Where does IOT (Internet of Things) fit with M2M? Are they different, or are they the same thing? Is one transitioning into the other? These questions were a little esoteric a few years ago – they really did not matter. We think they do matter now though. Regarding IOT, how can you build it if you can’t agree what it is and what it’s for? At the same time, how can you forecast it accurately?
Regarding the definition part of this, Beecham Research’s view is that M2M as we know it – “M2M Now” – is transitioning right now along two different paths – what could be called “M2M Future” and IOT. This transition was outlined in the summary of our recent survey for Oracle – see this link for more details. Here’s a key extract from that report:
This body of research indicates that there are two key trends underway in the rapidly-developing M2M market.
The first is in the B2B segment. Here, M2M data from remotely-located assets and devices is increasingly being used for strategic purposes and value creation throughout the enterprise. This is a far cry from the early days when M2M data was strictly the domain of the service department and used for mainly operational purposes.
The second is in the B2B2C segment, where the opportunities associated with the Internet of Things (IOT) are now becoming apparent. IOT in the B2B2C segment will be characterised by data from large numbers of remote devices and sensors in one sector being combined with data from other sectors and with data from social media. This will impact consumer lifestyles and provide enormous potential for new services.
To avoid confusion with other definitions of IOT that are out in the market right now, we refer to our definition of IOT in the B2B2C segment as “Digital Things”. We think this draws a necessary sharp distinction between what is required to support business operations and strategies in the future (M2M Future) compared with support requirements for the consumer, or citizen in such application areas as Smart City (Digital Things). It also follows that this distinction is really at the application level rather than the network level: we expect basically the same network infrastructure will carry both application types but the application support requirements for each will be very different.
We like this definition because it builds on what is already in place, rather than seeking to replace it with something ill-defined that is not in place. We think it also makes it clearer where the new thinking needs to be: not so much in the M2M Future area that is already reasonably well understood, much more in the Digital Things area that – in our view – is not mapped out at all. We also think the standards work would be better focused on the Digital Things segment where there are currently very few platforms, rather than on the M2M Future segment where there are already plenty.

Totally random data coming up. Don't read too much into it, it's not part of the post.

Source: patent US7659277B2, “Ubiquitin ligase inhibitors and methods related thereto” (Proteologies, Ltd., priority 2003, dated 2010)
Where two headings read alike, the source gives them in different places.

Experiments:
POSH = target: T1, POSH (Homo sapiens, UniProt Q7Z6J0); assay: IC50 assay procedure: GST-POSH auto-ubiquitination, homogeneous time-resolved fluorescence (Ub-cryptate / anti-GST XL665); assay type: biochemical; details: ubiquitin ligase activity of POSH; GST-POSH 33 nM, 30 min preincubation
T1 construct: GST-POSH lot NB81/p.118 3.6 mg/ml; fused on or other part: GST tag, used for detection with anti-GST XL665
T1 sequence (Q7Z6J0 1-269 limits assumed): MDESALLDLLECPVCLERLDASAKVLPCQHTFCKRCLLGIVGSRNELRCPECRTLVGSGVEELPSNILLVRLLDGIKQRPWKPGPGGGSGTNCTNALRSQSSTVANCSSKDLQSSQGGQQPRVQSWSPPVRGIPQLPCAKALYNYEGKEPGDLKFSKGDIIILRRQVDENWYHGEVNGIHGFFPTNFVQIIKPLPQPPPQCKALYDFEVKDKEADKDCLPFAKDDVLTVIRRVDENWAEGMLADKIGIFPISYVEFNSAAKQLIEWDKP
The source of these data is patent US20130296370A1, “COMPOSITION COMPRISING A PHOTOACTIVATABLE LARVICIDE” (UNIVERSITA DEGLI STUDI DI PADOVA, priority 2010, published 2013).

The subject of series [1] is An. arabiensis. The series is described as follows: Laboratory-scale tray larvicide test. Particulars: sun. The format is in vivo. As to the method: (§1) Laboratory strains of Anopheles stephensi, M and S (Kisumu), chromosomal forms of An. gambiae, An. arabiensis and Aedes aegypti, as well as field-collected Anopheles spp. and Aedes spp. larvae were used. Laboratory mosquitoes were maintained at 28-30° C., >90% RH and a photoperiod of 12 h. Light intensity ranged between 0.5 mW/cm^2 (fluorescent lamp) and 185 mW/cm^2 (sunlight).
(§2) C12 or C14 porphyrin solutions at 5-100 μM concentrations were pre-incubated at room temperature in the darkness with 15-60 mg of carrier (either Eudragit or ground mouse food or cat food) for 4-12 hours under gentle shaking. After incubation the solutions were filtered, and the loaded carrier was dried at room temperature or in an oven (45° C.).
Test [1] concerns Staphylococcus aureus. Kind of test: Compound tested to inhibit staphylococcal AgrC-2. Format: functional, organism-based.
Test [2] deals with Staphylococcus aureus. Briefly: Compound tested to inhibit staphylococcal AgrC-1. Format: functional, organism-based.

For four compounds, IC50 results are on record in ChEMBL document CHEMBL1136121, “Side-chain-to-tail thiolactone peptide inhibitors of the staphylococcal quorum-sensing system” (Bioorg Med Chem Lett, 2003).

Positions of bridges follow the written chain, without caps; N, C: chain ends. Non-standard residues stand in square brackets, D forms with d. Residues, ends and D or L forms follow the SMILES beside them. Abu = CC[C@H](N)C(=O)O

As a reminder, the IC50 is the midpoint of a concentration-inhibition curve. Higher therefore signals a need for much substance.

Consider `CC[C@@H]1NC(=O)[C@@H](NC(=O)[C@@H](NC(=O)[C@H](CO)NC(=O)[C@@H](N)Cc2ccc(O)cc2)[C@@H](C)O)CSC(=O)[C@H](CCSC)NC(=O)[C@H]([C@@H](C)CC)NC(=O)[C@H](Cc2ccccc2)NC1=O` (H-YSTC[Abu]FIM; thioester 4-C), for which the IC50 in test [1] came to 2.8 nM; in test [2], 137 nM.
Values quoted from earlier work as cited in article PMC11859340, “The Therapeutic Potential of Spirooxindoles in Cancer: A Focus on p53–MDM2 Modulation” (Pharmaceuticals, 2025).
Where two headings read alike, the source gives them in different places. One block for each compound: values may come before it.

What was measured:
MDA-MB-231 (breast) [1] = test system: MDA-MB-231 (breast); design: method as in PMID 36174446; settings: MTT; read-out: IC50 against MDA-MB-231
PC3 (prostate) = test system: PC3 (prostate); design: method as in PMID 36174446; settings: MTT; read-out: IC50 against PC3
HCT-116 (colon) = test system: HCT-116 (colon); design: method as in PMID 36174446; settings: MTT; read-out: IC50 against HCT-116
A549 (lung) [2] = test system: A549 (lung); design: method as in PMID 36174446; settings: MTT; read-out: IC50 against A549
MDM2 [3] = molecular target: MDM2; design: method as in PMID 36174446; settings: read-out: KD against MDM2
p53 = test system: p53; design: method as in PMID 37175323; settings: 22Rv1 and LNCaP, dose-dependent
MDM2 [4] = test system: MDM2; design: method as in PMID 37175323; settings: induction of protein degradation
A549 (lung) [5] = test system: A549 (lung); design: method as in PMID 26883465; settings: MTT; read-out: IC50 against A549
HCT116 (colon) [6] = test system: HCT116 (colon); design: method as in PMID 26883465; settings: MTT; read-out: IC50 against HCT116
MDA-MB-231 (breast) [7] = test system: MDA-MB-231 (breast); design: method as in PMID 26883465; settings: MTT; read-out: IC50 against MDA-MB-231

All of this has profound implications for M2M forecasting. I very much agree with the sentiment in Jeremy Cowan’s article this week – The $$ cost of M2M hype and false hopes – which questions the accuracy of recent big number M2M forecasts. It is becoming very much more important that M2M forecasts take into account likely market changes over the next few years because of the infrastructure investments required and the likely growing dependency of businesses on their connected assets. Then there are the big bets that M2M suppliers need to take to grow their businesses. To take just two examples, 5 years ago the M2M market had only a handful of M2M platforms and most of those were in the fixed line market. There were no connected consumer products like eReaders. Now there are over 100 M2M platforms in the market and eReaders are transforming the publishing business. 10 years ago there were no connected residential smart meters and no real justification for installing them. Now Italy and Sweden have already completed nationwide installations in every home. On the other hand, 10 years ago it was confidently expected by some that virtually all vending machines would be connected within 5 or 6 years. The reality now is well short of that and likely to remain so – except in Japan. Car telematics and home healthcare monitoring were other applications thought to be on the cusp of take-off 10 years ago. They still are.
No forecast is going to be entirely accurate. The longer range it is, the greater the opportunity for it to be wildly out. On that basis, it seems to me that a 10 year forecast based on projecting today’s market offerings has virtually no chance of being even remotely accurate. Segmenting a forecast according to key concepts like those outlined above should help to limit those problems.